The Book of Mormon: Chapter Twelve: 2 Nephi 25:23
1Now I, Nephi, do speak somewhat concerning the words which I have written, which have been spoken by the mouth of Isaiah. For behold, Isaiah spake many things which were hard for many of my people to understand; for they know not concerning the manner of prophesying among the Jews.
2For I, Nephi, have not taught them many things concerning the manner of the Jews; for their works were works of darkness, and their doings were doings of abominations.
3Wherefore, I write unto my people, unto all those that shall receive hereafter these things which I write, that they may know the judgments of God, that they come upon all nations, according to the word which he hath spoken.
One of the most fallacious doctrines originated by Satan and propounded by man is that man is saved alone by the grace of God; that belief in Jesus Christ alone is all that is needed for salvation. . . . One passage in the Book of Mormon, written perhaps . . . to stress and induce appreciation for the gracious gift of salvation offered on condition of obedience . . . is particularly enlightening: ‘For we labor diligently to write, to persuade our children, and also our brethren, to believe in Christ, and to be reconciled to God; for we know that it is by grace that we are saved, after all we can do.’ (2 Nephi 25:23; italics added.) . . .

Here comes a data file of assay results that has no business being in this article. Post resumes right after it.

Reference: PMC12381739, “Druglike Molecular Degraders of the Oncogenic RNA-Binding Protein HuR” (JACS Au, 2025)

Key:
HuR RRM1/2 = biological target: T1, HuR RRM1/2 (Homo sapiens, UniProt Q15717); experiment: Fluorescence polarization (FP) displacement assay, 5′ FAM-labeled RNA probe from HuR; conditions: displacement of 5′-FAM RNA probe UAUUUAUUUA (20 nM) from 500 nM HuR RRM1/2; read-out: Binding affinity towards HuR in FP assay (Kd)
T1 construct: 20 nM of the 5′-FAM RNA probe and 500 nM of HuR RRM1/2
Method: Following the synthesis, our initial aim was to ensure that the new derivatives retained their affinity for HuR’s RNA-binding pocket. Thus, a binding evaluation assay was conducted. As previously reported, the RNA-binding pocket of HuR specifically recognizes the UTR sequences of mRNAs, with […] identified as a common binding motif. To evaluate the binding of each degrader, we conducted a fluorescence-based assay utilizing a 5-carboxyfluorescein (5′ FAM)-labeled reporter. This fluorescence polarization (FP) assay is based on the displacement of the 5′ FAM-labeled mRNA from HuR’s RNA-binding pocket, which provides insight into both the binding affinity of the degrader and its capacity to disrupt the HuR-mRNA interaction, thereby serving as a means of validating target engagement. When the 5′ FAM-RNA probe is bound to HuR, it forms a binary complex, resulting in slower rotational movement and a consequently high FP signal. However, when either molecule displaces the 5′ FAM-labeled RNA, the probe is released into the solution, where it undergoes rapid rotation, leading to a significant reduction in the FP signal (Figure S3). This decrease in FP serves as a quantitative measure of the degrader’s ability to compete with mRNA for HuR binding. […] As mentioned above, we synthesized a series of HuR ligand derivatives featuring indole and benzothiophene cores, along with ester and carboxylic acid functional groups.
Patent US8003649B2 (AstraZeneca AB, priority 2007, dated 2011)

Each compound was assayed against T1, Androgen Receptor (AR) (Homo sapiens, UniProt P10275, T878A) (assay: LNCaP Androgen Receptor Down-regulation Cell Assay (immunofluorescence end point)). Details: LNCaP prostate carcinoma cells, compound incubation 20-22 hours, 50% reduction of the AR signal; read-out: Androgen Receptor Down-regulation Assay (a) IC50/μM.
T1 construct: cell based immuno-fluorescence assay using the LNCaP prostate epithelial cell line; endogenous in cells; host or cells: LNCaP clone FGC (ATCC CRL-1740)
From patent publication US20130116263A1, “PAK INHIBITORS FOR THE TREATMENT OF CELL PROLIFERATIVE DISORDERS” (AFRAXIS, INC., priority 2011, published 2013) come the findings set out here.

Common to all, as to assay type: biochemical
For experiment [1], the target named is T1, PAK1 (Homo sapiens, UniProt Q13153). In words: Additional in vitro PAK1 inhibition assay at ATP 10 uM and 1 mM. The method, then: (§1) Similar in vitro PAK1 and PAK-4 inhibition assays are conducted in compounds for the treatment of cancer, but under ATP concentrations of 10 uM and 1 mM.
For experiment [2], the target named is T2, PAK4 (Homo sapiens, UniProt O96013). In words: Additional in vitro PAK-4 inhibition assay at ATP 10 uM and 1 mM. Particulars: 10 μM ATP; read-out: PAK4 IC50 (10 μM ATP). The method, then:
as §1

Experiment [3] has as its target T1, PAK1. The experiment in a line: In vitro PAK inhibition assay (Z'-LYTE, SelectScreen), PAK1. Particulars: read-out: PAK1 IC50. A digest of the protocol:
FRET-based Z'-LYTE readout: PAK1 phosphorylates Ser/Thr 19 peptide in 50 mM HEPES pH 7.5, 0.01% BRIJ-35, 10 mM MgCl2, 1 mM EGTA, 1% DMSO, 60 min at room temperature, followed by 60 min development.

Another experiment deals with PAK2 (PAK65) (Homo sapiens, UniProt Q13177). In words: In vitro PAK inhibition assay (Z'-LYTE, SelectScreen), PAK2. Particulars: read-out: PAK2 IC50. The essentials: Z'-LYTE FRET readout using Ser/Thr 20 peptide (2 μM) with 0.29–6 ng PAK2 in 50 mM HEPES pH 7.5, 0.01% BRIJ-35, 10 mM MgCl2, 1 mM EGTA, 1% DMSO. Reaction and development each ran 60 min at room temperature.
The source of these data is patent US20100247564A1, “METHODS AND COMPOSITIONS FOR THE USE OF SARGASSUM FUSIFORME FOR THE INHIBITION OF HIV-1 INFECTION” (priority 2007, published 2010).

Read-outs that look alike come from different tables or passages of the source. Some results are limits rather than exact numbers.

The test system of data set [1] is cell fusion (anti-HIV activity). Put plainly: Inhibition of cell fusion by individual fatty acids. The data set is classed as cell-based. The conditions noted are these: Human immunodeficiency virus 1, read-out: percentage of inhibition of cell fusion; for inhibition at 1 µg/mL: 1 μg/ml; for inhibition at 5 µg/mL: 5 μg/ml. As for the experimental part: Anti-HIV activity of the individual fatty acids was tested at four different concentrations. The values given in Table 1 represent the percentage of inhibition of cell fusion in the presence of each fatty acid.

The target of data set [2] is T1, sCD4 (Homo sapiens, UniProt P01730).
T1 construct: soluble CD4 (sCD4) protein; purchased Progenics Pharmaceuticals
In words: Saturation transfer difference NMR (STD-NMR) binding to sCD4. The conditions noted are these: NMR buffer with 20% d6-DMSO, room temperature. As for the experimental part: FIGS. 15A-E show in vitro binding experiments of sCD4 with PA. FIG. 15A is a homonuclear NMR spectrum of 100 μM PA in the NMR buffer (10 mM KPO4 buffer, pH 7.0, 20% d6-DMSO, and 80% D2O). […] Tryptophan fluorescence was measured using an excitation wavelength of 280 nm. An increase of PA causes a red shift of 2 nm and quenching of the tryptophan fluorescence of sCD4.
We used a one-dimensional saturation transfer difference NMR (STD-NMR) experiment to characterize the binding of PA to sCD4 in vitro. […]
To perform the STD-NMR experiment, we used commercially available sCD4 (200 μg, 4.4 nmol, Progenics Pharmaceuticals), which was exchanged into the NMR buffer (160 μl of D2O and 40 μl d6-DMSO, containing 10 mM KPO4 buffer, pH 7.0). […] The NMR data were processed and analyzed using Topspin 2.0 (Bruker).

. . . However good a person’s works, he could not be saved had Jesus not died for his and everyone else’s sins. And however powerful the saving grace of Christ, it brings exaltation to no man who does not comply with the works of the gospel.
Of course we need to understand terms. If by the word salvation is meant the mere salvation or redemption from the grave, the ‘grace of God’ is sufficient. But if the term salvation means returning to the presence of God with eternal progression, eternal increase, and eventual godhood, for this one certainly must have the ‘grace of God,’ as it is generally defined, plus personal purity, overcoming of evil, and the good ‘works’ made so important in the exhortations of the Savior and his prophets and apostles (Spencer W. Kimball, Teachings of Spencer W. Kimball, pp. 70–71).